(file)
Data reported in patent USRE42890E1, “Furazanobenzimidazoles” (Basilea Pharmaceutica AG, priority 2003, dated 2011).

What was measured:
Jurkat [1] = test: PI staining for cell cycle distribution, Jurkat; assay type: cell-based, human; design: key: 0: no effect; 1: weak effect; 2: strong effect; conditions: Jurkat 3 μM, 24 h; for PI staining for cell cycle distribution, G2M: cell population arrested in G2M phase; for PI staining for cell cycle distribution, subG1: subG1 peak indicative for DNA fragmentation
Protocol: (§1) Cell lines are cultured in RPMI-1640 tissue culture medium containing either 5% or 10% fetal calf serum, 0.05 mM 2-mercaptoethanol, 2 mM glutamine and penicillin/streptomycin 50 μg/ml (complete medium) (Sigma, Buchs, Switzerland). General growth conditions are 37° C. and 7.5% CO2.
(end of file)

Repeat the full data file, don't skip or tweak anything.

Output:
Data reported in patent USRE42890E1, “Furazanobenzimidazoles” (Basilea Pharmaceutica AG, priority 2003, dated 2011).

What was measured:
Jurkat [1] = test: PI staining for cell cycle distribution, Jurkat; assay type: cell-based, human; design: key: 0: no effect; 1: weak effect; 2: strong effect; conditions: Jurkat 3 μM, 24 h; for PI staining for cell cycle distribution, G2M: cell population arrested in G2M phase; for PI staining for cell cycle distribution, subG1: subG1 peak indicative for DNA fragmentation
Protocol: (§1) Cell lines are cultured in RPMI-1640 tissue culture medium containing either 5% or 10% fetal calf serum, 0.05 mM 2-mercaptoethanol, 2 mM glutamine and penicillin/streptomycin 50 μg/ml (complete medium) (Sigma, Buchs, Switzerland). General growth conditions are 37° C. and 7.5% CO2.